Tuesday, June 16, 2009

Window on Iran

Andrew Sullivan's breathless, exhaustive reports of events in Iran -- by way of Iranian twitterers, bloggers, phone calls from relatives, etc. -- is exciting and admirable. When human passions break out of conventional story lines, ordinary media are often incapacitated by their professional conventions. They don't know what is going on, so they either cautiously wait for clarification or try to continue to impose frames that have been smashed, resulting in either useless silence or authoritative sounding gibberish.

By throwing up the unedited raw materials of what seems to be, variously, an authoritarian coup/a protest against electoral fraud/an insurrection/a brutal repression, Sullivan is honoring our common humanity with Iranians in a moment of crisis, even if he cannot promise to extract lasting meaning from the available evidence.

Here's a sample of the video he is putting up. Warning: it shows a very brutal assault on an Iranian youth protesting the apparently fraudulent election results.



Much as I appreciate Sullivan's bringing the Iran news to his audience, there's a part of me that wonders, where's he been all these years? I'm terribly afraid that a videographer could have caught images not so very different from these in St. Paul last summer during the Republican convention. Police intended to break up most protests and they did.

I know for a fact that a bystander caught exactly this kind of video of Los Angeles police officers beating on Rodney King after a vehicle chase -- and that a Southern California jury acquitted those officers of any wrong doing, leading to days of destructive riots in 1992. Pretty universally, when the custodians of government force meet what they perceive as culpable insolence from people they expect to dominate, this is what they do. That goes double for poor peole of the "wrong" color. It doesn't take a right wing autocracy.

The Iranian images also just make me feel old. Having attended college in northern California in the late 1960s, I knew quite a few Iranians -- or Persians as they usually called themselves. They were young men who had been sent out of Iran by worried families because of fear they'd run afoul the ruling Shah's secret police. The brutality of that force, the SAVAK, was legendary. The Shah's monarchy was the Iranian regime the U.S. propped up to replace the popularly elected Prime Minister Mossadegh who the CIA overthrew in 1953. It was completely illegitimate in the eyes of these Iranian exiles.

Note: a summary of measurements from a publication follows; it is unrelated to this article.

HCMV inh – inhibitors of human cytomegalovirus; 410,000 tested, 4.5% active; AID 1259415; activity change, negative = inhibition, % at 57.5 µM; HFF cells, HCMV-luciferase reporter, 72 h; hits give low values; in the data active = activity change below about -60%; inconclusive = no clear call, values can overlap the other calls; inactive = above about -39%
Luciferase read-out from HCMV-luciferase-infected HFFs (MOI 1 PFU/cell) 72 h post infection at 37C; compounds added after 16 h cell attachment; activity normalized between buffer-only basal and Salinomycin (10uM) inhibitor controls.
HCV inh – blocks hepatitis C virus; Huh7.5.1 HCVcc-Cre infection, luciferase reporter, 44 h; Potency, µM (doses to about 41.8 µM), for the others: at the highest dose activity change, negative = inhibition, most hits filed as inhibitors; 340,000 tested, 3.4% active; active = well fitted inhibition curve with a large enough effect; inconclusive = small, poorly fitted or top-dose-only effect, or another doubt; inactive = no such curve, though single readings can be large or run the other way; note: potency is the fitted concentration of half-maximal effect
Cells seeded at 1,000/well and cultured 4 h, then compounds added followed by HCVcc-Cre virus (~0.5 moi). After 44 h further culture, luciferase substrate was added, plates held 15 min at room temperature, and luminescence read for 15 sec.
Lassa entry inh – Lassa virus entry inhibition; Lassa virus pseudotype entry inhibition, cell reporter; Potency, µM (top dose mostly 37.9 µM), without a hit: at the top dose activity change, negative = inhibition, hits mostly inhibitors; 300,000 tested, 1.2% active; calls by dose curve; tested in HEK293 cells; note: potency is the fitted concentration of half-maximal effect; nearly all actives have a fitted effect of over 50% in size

In 1979, these exiles cheered the Iranian revolution -- how could they not? They weren't looking for rule by clerics, but they were looking for an end to repression, repression they blamed on the United States. I'm sure the emerging theocracy did not treat many of those who returned well at all. This was a less visual era, but what we saw then, surging crowds on wide boulevards, did not look that different from what we see now.

I am often critical of President Obama these days, but on Iran I think he is striking a very right note.

"It is up to Iranians to make decisions about who Iran's leaders will be. We respect Iranian sovereignty and want to avoid the United States being the issue inside of Iran," Mr. Obama said.

Wall Street Journal

We, this meddling country, have participated in enough misery for Iran and the Iranians know it. At this time, we can only hope to serve as witnesses to whatever Iranians make of their situation.

Again -- I am grateful to Andrew Sullivan for providing a window on this so very human drama of hope and fear. Take a look.

Update: I no sooner put up this post than Sullivan reports this particular video dates from 2 years ago. I don't think that changes anything I've written, but it sure illustrates the problems of real-time reporting.

Update again: I have no intention of doing this often, but as I was catching up on newspapers online today, I ran across this from the UK Guardian. Remember those nice British bobbies from detective novels? Not always.



At least the offender didn't meet the fate of Oscar Grant.

2 comments:

Tina said...

Sorry, didn't understand: is he in Iran or is he in the USA?

Darlene said...

Brutality is unforgivable whether it comes from the Iranian National Guard or a bunch of Bobbies. Give a man a weapon, clothe him in the ability to have the law on his side, and he reverts to the animal kingdom. These guys remind me of a bunch of cowardly vultures descending on the hapless victim.

To use these tactics on peaceful protesters instead of criminals it unconscionable.

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